This lets you know when they need to be replaced since you’ll be quite literally hands-on with them, while also ensuring that dirt isn’t sitting between the pads and your tires the next time you go to use the brakes.

Check for Alignment

Are your rim brakes an even distance away from the tire?

On cantilever brakes, you can lose half of its effectiveness if one of the two brake pads is touching the tire while the other is hovering around it. Unaligned brake pads simply do not work.

Lever Height


Is your brake lever really close to the tire? That’s because the cables don’t have enough tension. Squeeze those handles and check the cable tension.

If your cables are too loose, you’ll be able to depress those hand levers all the way without feeling much resistance. The pads won’t be applying enough pressure against the tire.

If you can’t even squeeze the handles all the way with all of your might, then the pads aren’t touching the tires enough. This takes fine tweaking, but you want solid tension from the cables.

You should get in the habit of checking your brakes at least once a week. You don’t need to be excessive about it and check every single time you hop on your bike, but regular checking is important.

Set up a ten-minute block on your day off to maintain your mountain bike with a quick cleaning, cable check, and brake check.

How to Use Brakes Properly

You have good, powerful brakes and you maintain them. That’s good, but they’re not going to do all the work for you. You need to know when to brake, and how to do it properly.

This is a short walkthrough on how to identify situations to apply your brakes, and everything that follows.

Brake Ahead


Don’t just decide, “I want to stop now.” Look ahead, and visualize where you’re going to be applying the brakes. How fast are you going? How far is the target?

This is what you need to do first before applying your brakes, otherwise, you’re just going to go bum over tea kettle and land on the road.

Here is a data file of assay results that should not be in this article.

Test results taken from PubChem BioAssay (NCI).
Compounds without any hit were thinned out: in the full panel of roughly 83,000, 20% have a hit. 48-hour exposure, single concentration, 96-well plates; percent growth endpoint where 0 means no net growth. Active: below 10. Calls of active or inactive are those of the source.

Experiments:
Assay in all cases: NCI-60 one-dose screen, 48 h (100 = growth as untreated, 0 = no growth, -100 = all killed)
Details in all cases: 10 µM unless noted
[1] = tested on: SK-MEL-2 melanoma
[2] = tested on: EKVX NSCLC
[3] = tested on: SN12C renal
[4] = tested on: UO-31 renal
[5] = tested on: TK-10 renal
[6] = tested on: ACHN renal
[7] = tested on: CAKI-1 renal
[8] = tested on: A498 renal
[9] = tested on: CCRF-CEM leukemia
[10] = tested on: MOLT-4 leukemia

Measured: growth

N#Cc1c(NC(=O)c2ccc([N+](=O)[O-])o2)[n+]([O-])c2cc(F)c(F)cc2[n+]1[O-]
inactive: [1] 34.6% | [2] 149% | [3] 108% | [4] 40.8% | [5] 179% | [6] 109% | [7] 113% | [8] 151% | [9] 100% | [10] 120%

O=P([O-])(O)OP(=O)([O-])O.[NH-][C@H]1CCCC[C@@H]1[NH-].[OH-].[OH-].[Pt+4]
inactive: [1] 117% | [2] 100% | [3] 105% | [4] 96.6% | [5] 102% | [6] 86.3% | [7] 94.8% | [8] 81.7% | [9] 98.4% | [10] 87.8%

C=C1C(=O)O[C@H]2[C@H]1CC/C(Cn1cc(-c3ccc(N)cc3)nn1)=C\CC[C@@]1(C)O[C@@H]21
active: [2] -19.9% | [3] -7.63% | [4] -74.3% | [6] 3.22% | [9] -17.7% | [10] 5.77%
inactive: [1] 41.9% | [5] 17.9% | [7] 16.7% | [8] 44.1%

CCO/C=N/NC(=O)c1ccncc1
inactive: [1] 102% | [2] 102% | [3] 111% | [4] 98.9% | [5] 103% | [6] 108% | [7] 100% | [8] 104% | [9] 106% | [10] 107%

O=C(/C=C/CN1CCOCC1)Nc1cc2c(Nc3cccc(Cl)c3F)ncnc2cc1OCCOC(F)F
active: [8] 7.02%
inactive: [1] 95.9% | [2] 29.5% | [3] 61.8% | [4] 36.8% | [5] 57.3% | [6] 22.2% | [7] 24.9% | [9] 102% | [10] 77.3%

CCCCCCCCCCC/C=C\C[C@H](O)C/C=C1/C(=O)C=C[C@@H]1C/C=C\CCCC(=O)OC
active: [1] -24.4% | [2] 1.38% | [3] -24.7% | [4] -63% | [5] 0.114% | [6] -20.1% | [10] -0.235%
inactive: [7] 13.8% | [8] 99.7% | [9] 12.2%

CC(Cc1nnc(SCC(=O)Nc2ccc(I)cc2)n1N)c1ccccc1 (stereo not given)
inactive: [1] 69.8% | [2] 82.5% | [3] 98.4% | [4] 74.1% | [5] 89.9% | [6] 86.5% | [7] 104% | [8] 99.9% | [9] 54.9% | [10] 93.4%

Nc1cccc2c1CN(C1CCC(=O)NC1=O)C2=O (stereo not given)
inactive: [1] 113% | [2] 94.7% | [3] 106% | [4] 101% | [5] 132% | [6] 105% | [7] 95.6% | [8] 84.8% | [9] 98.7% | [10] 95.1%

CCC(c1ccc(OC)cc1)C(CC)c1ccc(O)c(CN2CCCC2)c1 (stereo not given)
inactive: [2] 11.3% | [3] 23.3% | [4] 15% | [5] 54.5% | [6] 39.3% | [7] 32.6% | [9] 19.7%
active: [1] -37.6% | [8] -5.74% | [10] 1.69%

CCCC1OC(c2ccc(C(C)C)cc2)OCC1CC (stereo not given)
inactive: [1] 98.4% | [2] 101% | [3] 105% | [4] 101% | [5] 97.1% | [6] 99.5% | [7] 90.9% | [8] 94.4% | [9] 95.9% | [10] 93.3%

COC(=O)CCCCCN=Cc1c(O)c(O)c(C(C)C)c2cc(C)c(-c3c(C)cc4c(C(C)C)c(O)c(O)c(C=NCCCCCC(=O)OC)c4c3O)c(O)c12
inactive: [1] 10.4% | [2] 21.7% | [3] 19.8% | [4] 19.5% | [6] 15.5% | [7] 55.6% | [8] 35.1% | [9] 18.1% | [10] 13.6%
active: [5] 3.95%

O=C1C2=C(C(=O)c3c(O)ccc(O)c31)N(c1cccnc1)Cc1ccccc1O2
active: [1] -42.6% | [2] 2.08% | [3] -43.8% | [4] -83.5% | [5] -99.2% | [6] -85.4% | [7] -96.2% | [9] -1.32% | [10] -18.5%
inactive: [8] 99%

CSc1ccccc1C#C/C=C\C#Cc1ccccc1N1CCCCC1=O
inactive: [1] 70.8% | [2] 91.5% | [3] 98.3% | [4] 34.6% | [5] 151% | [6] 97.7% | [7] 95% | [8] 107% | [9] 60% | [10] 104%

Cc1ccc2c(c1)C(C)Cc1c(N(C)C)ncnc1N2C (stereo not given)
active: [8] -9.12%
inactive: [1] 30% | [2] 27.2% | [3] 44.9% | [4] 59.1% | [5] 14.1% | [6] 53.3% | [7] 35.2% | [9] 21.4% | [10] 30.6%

Squeeze, Don’t Crush

On the handles to your brakes, you want to gently squeeze them and apply pressure consistently, but evenly.

If you just choke out the brake handles, you’re going to put major stopping power on those tires and all your momentum (the kinetic energy you’ve been building from your speed and movement) is going to screw you over.

That energy has to go somewhere.



Keep your eyes trained on the spot that you want to stop at. Don’t look to the side, or take your focus off of braking while you’re doing it.

If something pops up in front of you, you’ll have already begun the slowdown so you won’t have as much kinetic energy to dispel. If you’re able to stop at the point you pre-determined in your mind, you’re practicing your ability to brake properly and efficiently.

Back Then Forward

Your back brakes aren’t going to fling you over the handlebar. Start with applying pressure to the back brakes so that your front tire can still spin freely, and will begin to slow down as that back brake pressure is applied.

If you do slam on those back brakes, the direction of the momentum is going to stagger and not cause you to crash or wipe out. It’s going to be abrupt, but manageable. Only initiate those front brakes if you have to.

Abrupt Stop

Something has popped up in your path. An animal on the mountain biking trails, or a person on the sidewalk as you were heading out of town. Whatever the case may be, brakes are there to prevent accidents for instances like these ones.

Apply pressure to both brakes to force both tires to stop evenly. You’re still going to feel that back tire pop off the ground a little bit, but it won’t be with nearly enough force to cause you to crash or flip.

Plus, the pressure on both brakes will slow you down quicker in the event that someone or something is in danger.

Making Sure Your Mountain Bike is Up to Snuff

Needless to say, braking is important. Those who can hit top speeds should also be able to properly brake without going bum over tea kettle.

Now you know how to use your brakes properly, how to maintain them, and how vital they are to your overall performance on the trails ahead.